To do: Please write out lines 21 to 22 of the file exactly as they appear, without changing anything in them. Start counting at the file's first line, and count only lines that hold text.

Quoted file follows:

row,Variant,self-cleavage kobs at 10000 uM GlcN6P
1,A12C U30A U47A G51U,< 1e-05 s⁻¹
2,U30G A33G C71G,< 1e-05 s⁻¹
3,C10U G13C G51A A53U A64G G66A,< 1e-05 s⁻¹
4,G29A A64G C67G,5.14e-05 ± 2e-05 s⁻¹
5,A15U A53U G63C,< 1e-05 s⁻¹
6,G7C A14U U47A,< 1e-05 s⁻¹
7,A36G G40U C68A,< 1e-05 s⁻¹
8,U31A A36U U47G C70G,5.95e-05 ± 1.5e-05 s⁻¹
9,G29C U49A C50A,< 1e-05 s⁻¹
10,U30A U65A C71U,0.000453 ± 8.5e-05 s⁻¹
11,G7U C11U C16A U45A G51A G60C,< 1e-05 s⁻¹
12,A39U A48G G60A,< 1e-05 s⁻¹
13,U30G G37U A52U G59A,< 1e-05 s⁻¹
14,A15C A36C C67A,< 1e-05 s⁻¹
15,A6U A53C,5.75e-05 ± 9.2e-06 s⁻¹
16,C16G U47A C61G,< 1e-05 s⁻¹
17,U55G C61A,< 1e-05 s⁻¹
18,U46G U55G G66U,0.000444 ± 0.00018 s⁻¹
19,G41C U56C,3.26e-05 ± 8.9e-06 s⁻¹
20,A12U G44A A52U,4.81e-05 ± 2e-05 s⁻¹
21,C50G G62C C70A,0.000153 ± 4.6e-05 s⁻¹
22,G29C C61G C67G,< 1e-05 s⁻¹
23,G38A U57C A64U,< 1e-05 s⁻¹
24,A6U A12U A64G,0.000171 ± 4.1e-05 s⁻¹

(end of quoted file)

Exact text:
20,A12U G44A A52U,4.81e-05 ± 2e-05 s⁻¹
21,C50G G62C C70A,0.000153 ± 4.6e-05 s⁻¹